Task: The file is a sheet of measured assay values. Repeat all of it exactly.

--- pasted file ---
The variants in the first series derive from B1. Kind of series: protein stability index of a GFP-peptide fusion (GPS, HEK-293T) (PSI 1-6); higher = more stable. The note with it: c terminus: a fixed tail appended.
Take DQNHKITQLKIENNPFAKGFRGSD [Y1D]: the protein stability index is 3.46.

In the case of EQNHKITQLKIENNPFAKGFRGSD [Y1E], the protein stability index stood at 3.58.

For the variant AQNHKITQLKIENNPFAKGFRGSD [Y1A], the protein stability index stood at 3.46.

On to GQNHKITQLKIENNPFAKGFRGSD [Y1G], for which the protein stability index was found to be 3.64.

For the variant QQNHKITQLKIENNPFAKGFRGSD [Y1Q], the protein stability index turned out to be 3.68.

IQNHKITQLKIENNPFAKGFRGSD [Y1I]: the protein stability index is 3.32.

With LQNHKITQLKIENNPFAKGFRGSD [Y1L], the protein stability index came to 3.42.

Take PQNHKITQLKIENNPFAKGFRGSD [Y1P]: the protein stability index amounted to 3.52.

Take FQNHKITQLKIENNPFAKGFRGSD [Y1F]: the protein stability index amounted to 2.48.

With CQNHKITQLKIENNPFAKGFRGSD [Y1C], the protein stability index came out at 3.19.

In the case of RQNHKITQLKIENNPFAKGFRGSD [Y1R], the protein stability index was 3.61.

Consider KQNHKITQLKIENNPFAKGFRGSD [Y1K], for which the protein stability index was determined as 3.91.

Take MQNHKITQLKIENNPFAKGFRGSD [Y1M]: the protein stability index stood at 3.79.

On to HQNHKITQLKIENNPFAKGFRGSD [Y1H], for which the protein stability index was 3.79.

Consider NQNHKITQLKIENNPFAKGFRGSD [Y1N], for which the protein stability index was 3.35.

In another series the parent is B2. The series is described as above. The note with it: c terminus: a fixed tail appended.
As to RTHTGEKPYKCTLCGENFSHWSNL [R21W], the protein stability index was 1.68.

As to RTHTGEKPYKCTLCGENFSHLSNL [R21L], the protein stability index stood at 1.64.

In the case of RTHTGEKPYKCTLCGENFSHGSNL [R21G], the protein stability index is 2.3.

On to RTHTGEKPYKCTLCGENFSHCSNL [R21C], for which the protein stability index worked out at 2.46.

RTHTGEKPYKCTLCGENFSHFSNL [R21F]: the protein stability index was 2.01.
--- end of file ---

The variants in the first series derive from B1. Kind of series: protein stability index of a GFP-peptide fusion (GPS, HEK-293T) (PSI 1-6); higher = more stable. The note with it: c terminus: a fixed tail appended.
Take DQNHKITQLKIENNPFAKGFRGSD [Y1D]: the protein stability index is 3.46.

In the case of EQNHKITQLKIENNPFAKGFRGSD [Y1E], the protein stability index stood at 3.58.

For the variant AQNHKITQLKIENNPFAKGFRGSD [Y1A], the protein stability index stood at 3.46.

On to GQNHKITQLKIENNPFAKGFRGSD [Y1G], for which the protein stability index was found to be 3.64.

For the variant QQNHKITQLKIENNPFAKGFRGSD [Y1Q], the protein stability index turned out to be 3.68.

IQNHKITQLKIENNPFAKGFRGSD [Y1I]: the protein stability index is 3.32.

With LQNHKITQLKIENNPFAKGFRGSD [Y1L], the protein stability index came to 3.42.

Take PQNHKITQLKIENNPFAKGFRGSD [Y1P]: the protein stability index amounted to 3.52.

Take FQNHKITQLKIENNPFAKGFRGSD [Y1F]: the protein stability index amounted to 2.48.

With CQNHKITQLKIENNPFAKGFRGSD [Y1C], the protein stability index came out at 3.19.

In the case of RQNHKITQLKIENNPFAKGFRGSD [Y1R], the protein stability index was 3.61.

Consider KQNHKITQLKIENNPFAKGFRGSD [Y1K], for which the protein stability index was determined as 3.91.

Take MQNHKITQLKIENNPFAKGFRGSD [Y1M]: the protein stability index stood at 3.79.

On to HQNHKITQLKIENNPFAKGFRGSD [Y1H], for which the protein stability index was 3.79.

Consider NQNHKITQLKIENNPFAKGFRGSD [Y1N], for which the protein stability index was 3.35.

In another series the parent is B2. The series is described as above. The note with it: c terminus: a fixed tail appended.
As to RTHTGEKPYKCTLCGENFSHWSNL [R21W], the protein stability index was 1.68.

As to RTHTGEKPYKCTLCGENFSHLSNL [R21L], the protein stability index stood at 1.64.

In the case of RTHTGEKPYKCTLCGENFSHGSNL [R21G], the protein stability index is 2.3.

On to RTHTGEKPYKCTLCGENFSHCSNL [R21C], for which the protein stability index worked out at 2.46.

RTHTGEKPYKCTLCGENFSHFSNL [R21F]: the protein stability index was 2.01.